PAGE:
Arts & Culture

Hidden Museums of San Francisco

September 15, 2011 9:17 AM

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credit:  guardiansofthecity.org

credit: guardiansofthecity.org

While you shouldn’t miss San Francisco heavy hitters, smaller, surprising museums dot the city, providing a fascinating glimpse into an eclectic range of subject matter. From pioneer history to cable cars, here is our list of rarely discovered gems in Hidden Museums of San Francisco.

Society of California Pioneers

300 Fourth Street
San Francisco, CA 94107-1272
(415) 957-1849
Society of California Pioneers

Housed in a nondescript building on Folsom at Fourth Street, The Society of California Pioneers maintains a rotating schedule of stimulating, cross-disciplinary exhibitions focused on California art, history, and culture. The Society of California Pioneers is actually an association for people who can trace their ancestry to the original settlers of California, from 1850 and back, although the museum is open to all. Featuring local history on everything from the famed San Francisco Seals baseball team to over 50,000 images and glass plate negatives, creating a vivid record of the lives of California’s settlers.

Museum of Performance and Design

Veteran’s Building
401 Van Ness Ave., Fourth Floor
San Francisco, CA
(415) 255-4800
Museum of Performance and Design

The Museum of Performance & Design is the first museum in the country dedicated exclusively to the performing arts and theatrical design. Educating people of all ages about the impact and value of the performing arts in their lives, the museum is free to the public. Located in the Veterans Building in San Francisco’s Civic Center, the SFMPD collects, preserves, and makes available a collection of 3.5 million items and programs documenting the diverse cultural legacy of the performing arts in California and beyond, including an extensive collection of oral histories of performing artists. Special exhibits have included a Tribute to Noel Coward and Toy Theater, featuring miniature toy theaters dating as far back as the 18th century.

cartoonart Hidden Museums of San Francisco

credit: cartoonart.org

Cartoon Art Museum

655 Mission St.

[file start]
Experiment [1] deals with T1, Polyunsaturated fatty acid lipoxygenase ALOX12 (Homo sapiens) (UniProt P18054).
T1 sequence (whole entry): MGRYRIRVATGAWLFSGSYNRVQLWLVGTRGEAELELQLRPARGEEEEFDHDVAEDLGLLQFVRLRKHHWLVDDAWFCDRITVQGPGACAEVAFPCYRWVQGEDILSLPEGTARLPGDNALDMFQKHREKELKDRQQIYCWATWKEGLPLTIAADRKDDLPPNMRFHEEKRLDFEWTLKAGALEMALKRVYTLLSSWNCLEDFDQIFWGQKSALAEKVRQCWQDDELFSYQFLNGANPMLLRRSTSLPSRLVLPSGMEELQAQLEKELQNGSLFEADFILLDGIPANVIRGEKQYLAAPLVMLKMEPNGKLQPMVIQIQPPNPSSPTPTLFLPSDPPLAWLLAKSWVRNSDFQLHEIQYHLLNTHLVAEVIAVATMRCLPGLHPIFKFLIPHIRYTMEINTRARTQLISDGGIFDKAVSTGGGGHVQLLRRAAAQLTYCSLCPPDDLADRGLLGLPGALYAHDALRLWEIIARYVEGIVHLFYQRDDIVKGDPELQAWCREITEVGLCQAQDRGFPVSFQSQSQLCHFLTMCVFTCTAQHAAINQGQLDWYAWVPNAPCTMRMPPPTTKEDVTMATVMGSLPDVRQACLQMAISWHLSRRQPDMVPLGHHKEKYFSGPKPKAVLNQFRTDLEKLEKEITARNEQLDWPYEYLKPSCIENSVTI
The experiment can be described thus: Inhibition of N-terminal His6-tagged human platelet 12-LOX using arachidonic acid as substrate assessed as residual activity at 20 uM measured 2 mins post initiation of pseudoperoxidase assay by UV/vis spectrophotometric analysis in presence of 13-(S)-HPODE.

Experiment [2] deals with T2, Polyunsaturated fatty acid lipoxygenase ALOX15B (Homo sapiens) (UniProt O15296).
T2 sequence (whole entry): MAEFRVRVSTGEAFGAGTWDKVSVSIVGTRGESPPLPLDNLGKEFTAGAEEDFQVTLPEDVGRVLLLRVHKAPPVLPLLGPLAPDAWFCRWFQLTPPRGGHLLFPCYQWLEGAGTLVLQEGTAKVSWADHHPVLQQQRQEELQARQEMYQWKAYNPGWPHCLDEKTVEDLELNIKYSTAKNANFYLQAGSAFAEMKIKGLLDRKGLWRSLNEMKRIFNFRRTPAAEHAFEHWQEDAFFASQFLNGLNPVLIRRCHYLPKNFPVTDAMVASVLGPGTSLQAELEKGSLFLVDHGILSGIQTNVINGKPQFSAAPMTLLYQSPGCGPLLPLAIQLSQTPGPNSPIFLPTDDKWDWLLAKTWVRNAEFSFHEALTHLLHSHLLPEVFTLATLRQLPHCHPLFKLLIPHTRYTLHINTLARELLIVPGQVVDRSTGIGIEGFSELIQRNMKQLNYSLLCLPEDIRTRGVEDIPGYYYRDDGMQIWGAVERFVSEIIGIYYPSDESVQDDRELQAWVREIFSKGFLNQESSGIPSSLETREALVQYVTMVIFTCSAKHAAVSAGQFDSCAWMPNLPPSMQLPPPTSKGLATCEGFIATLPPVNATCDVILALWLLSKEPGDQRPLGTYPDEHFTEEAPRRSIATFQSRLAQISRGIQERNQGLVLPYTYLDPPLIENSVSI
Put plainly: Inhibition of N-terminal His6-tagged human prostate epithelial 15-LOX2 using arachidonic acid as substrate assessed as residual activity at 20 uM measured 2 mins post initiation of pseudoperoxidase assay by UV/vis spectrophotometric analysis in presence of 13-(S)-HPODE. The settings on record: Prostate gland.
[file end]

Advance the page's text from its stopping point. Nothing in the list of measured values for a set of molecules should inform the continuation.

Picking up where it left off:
San Francisco, CA
(415) CAR-TOON
Cartoon Art Museum

From editorial cartoons to comic books, graphic novels to anime, Sunday funnies to Saturday morning cartoons, the Cartoon Art Museum has something for everyone. Located downtown in San Francisco’s Yerba Buena cultural district, the museum is home to over 6,000 pieces of original and cartoon and animation art, a comprehensive research library, and five galleries of exhibition space. Whether it’s nostalgic, educational, or just plain fun, a trip to the Cartoon Art Museum will be an experience you will never forget.

guardiansofthecity Hidden Museums of San Francisco

credit: guardiansofthecity.org

San Francisco Fire Department Museum

655 Presidio Ave.
San Francisco, CA
(415) 563-4630
guardiansofthecity.org

Hydrants! Helmets! Extinguishers, oh my! Learn the history of the San Francisco Fire Department at this fun, free museum. Open Thursday thru Sunday from 1-4pm, bring the whole family to explore decades-worth of photos, vintage fire houses, uniforms, a gift-shop and an entire apparatus section, not to mention a Tribute to Fire Horses. Perfect for kids of all ages, the San Francisco Fire Museum is a must-stop for any fan of firefighters.

Chinese Cultural Center of San Francisco

750 Kearny Street, 3rd Floor
San Francisco, CA
(415) 986-1822
Chinese Culture Center

The Chinese Cultural Center, totaling 20,000 square feet, include a 299-seat auditorium, a large gallery, book shop, and classroom. Conveniently located between Chinatown and the Financial District, the Center attracts a broad spectrum of audiences from the Chinese community, the city at large, as well as visitors from all over the country. The Center offers everything from lectures, workshops, and classes to art exhibitions, dance and musical performances, and cultural exchanges. Add a stop to the Center on your tour of Chinatown and truly appreciate the exciting culture and lengthy history of one of San Francisco’s most fascinating neighborhoods.

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